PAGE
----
George (Carlyle) falls for Carla (Cabezas) when he meets her in Glasgow. Pursuing her to her home country of Nicaragua, he finds himself caught in the US war against the Sandinistas
Like his previous two films, Ladybird Ladybird and Land And Freedom, Ken Loach continues to look outside the concerns of his home country with Carla's Song. This time the movie shifts from Glasgow to war-torn Nicaragua, boasting all the director's trademark verisimilitude both in locale and performance.
Set in 1987, the movie begins in Glasgow with bus driver George (Carlyle), meeting and falling for a young girl on his bus who can't afford the fare. Despite her initial reluctance and mysterious ways, George pursues Carla (Cabezas) round Glasgow before she acquiesces to their mutual feelings. George learns that she is a refugee from Nicaragua, where her former lover remains trapped. In order to understand her better and to verify her love for him, George travels back to her war torn country in the brutal days of the Contras' last hurrah against the Sandinista government.
Loach displays a unique sensibility that tends to flourish best in a British milieu. Thus the more involving moments here are the early ones in Glasgow, with Carlyle displaying a winning brand of strength and vulnerability, that really demands your empathy for the character. Shifting to Nicaragua, the film depicts graphically the inhuman crime of the war, most notably in American exile Scott Glenn's impassioned speech about the conflict's CIA funding.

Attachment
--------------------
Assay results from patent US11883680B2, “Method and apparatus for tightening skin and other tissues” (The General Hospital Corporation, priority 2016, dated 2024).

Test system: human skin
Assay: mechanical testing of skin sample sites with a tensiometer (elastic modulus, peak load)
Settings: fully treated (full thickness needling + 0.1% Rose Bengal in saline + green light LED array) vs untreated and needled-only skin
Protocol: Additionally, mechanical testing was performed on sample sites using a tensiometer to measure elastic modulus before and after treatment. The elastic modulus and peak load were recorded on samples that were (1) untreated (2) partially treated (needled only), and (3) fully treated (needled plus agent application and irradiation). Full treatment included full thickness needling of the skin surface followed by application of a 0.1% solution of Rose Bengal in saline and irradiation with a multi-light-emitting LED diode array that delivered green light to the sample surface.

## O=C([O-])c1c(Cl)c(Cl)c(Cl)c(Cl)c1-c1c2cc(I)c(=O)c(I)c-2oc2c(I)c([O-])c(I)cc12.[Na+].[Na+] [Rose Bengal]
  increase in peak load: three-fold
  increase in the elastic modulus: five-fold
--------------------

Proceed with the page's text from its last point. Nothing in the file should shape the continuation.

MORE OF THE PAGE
Loach clearly has an agenda and his characters suffer for it. Admittedly, individuals are often lost against the bigger picture of a war and maybe that's his point, but here it leaves you with a film that veers dangerously close to preaching. And with a Ken Loach audience that's definitely preaching to the converted.